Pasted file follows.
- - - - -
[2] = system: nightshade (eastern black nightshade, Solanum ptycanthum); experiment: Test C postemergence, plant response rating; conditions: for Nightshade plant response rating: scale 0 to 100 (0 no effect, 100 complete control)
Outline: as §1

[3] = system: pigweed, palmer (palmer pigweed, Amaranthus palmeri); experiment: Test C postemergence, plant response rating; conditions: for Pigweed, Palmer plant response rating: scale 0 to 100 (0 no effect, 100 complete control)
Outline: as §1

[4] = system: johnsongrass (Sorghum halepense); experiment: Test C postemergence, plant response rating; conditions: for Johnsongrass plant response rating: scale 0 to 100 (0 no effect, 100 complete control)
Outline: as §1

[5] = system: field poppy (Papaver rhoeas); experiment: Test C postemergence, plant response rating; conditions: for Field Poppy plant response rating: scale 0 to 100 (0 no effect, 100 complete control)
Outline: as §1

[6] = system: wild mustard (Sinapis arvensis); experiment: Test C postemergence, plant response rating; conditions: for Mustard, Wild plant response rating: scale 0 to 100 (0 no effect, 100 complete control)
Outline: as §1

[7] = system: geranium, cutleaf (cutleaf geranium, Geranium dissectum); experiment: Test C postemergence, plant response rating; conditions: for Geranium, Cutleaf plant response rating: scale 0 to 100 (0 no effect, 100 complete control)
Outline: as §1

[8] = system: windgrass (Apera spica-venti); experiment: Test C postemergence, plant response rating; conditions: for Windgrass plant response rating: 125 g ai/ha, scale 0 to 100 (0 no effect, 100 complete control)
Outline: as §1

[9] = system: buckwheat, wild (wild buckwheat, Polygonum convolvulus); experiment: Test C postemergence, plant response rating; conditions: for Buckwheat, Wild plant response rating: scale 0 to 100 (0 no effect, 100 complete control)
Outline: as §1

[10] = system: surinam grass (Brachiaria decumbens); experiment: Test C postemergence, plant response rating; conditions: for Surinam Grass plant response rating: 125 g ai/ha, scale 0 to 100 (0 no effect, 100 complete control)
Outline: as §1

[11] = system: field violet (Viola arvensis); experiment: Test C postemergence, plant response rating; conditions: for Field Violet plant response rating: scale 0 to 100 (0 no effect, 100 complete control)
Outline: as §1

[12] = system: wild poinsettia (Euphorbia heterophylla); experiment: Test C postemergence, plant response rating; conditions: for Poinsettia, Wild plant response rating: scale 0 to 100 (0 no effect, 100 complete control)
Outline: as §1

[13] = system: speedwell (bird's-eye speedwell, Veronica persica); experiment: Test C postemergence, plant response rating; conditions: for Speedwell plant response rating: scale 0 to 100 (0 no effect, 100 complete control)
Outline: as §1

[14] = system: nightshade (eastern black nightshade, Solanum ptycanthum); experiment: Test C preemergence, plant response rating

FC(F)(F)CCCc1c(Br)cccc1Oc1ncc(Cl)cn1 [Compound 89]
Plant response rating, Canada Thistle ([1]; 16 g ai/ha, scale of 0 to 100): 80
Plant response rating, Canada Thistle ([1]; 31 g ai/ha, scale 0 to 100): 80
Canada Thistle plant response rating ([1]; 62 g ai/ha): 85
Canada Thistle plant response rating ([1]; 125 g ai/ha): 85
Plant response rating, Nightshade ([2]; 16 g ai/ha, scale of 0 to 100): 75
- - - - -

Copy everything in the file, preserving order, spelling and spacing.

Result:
[2] = system: nightshade (eastern black nightshade, Solanum ptycanthum); experiment: Test C postemergence, plant response rating; conditions: for Nightshade plant response rating: scale 0 to 100 (0 no effect, 100 complete control)
Outline: as §1

[3] = system: pigweed, palmer (palmer pigweed, Amaranthus palmeri); experiment: Test C postemergence, plant response rating; conditions: for Pigweed, Palmer plant response rating: scale 0 to 100 (0 no effect, 100 complete control)
Outline: as §1

[4] = system: johnsongrass (Sorghum halepense); experiment: Test C postemergence, plant response rating; conditions: for Johnsongrass plant response rating: scale 0 to 100 (0 no effect, 100 complete control)
Outline: as §1

[5] = system: field poppy (Papaver rhoeas); experiment: Test C postemergence, plant response rating; conditions: for Field Poppy plant response rating: scale 0 to 100 (0 no effect, 100 complete control)
Outline: as §1

[6] = system: wild mustard (Sinapis arvensis); experiment: Test C postemergence, plant response rating; conditions: for Mustard, Wild plant response rating: scale 0 to 100 (0 no effect, 100 complete control)
Outline: as §1

[7] = system: geranium, cutleaf (cutleaf geranium, Geranium dissectum); experiment: Test C postemergence, plant response rating; conditions: for Geranium, Cutleaf plant response rating: scale 0 to 100 (0 no effect, 100 complete control)
Outline: as §1

[8] = system: windgrass (Apera spica-venti); experiment: Test C postemergence, plant response rating; conditions: for Windgrass plant response rating: 125 g ai/ha, scale 0 to 100 (0 no effect, 100 complete control)
Outline: as §1

[9] = system: buckwheat, wild (wild buckwheat, Polygonum convolvulus); experiment: Test C postemergence, plant response rating; conditions: for Buckwheat, Wild plant response rating: scale 0 to 100 (0 no effect, 100 complete control)
Outline: as §1

[10] = system: surinam grass (Brachiaria decumbens); experiment: Test C postemergence, plant response rating; conditions: for Surinam Grass plant response rating: 125 g ai/ha, scale 0 to 100 (0 no effect, 100 complete control)
Outline: as §1

[11] = system: field violet (Viola arvensis); experiment: Test C postemergence, plant response rating; conditions: for Field Violet plant response rating: scale 0 to 100 (0 no effect, 100 complete control)
Outline: as §1

[12] = system: wild poinsettia (Euphorbia heterophylla); experiment: Test C postemergence, plant response rating; conditions: for Poinsettia, Wild plant response rating: scale 0 to 100 (0 no effect, 100 complete control)
Outline: as §1

[13] = system: speedwell (bird's-eye speedwell, Veronica persica); experiment: Test C postemergence, plant response rating; conditions: for Speedwell plant response rating: scale 0 to 100 (0 no effect, 100 complete control)
Outline: as §1

[14] = system: nightshade (eastern black nightshade, Solanum ptycanthum); experiment: Test C preemergence, plant response rating

FC(F)(F)CCCc1c(Br)cccc1Oc1ncc(Cl)cn1 [Compound 89]
Plant response rating, Canada Thistle ([1]; 16 g ai/ha, scale of 0 to 100): 80
Plant response rating, Canada Thistle ([1]; 31 g ai/ha, scale 0 to 100): 80
Canada Thistle plant response rating ([1]; 62 g ai/ha): 85
Canada Thistle plant response rating ([1]; 125 g ai/ha): 85
Plant response rating, Nightshade ([2]; 16 g ai/ha, scale of 0 to 100): 75